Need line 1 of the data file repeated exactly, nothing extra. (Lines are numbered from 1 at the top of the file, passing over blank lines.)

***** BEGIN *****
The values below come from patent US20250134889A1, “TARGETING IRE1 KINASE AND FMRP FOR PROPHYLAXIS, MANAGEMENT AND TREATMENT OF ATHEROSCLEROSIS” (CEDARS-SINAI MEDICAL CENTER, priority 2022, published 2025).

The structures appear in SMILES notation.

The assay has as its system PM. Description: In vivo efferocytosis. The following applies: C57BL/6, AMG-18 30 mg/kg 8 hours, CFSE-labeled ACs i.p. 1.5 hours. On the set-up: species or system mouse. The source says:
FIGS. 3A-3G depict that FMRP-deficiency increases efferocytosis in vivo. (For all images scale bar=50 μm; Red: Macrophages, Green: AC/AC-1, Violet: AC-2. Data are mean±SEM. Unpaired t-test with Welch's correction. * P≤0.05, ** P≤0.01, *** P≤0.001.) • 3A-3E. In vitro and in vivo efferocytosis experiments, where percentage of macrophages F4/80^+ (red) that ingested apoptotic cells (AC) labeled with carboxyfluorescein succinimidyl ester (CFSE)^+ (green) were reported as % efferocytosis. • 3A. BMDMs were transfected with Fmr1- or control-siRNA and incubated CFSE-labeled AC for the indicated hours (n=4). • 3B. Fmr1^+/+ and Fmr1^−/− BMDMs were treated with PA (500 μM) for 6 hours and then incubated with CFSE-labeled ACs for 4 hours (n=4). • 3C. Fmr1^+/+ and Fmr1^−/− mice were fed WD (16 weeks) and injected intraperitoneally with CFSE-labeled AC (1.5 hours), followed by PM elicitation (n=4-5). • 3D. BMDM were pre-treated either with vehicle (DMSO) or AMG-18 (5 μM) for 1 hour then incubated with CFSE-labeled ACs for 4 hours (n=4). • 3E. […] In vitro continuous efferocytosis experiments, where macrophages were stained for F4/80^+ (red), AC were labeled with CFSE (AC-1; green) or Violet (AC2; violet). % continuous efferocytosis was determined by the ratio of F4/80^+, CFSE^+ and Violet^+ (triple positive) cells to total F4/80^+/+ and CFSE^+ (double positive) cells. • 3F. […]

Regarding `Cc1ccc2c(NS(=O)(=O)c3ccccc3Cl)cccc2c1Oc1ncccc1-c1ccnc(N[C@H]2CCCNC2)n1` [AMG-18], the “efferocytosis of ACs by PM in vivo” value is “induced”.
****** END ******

The values below come from patent US20250134889A1, “TARGETING IRE1 KINASE AND FMRP FOR PROPHYLAXIS, MANAGEMENT AND TREATMENT OF ATHEROSCLEROSIS” (CEDARS-SINAI MEDICAL CENTER, priority 2022, published 2025).